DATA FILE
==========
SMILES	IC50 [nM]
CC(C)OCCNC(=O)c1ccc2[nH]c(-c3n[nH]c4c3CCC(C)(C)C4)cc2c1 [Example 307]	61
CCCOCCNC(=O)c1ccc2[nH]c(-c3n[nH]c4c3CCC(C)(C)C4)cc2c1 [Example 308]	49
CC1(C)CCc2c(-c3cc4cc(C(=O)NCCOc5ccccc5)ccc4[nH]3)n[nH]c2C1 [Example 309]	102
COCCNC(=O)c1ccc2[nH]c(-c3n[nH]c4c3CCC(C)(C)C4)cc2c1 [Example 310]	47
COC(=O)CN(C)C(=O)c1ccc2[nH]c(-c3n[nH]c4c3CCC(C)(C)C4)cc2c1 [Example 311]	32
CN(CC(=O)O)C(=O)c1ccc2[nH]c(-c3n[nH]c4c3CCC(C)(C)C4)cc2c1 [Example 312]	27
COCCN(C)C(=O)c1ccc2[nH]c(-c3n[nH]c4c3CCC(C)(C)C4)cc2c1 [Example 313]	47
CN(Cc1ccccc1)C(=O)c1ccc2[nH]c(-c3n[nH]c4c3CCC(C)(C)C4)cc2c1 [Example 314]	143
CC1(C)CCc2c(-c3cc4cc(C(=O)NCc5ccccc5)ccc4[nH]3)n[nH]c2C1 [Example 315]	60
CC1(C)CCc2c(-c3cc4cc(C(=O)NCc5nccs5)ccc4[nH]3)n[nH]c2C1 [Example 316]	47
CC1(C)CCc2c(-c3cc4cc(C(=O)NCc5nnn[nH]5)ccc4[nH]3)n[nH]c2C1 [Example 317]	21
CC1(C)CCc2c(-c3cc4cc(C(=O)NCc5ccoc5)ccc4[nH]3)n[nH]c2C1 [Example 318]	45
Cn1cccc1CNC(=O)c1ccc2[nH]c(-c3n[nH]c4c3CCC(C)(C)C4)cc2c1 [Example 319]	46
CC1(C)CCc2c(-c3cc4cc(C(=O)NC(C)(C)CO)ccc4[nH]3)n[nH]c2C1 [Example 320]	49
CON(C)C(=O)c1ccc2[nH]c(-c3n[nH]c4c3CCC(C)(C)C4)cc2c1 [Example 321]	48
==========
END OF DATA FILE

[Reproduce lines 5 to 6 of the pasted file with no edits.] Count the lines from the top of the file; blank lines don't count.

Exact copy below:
COCCNC(=O)c1ccc2[nH]c(-c3n[nH]c4c3CCC(C)(C)C4)cc2c1 [Example 310]	47
COC(=O)CN(C)C(=O)c1ccc2[nH]c(-c3n[nH]c4c3CCC(C)(C)C4)cc2c1 [Example 311]	32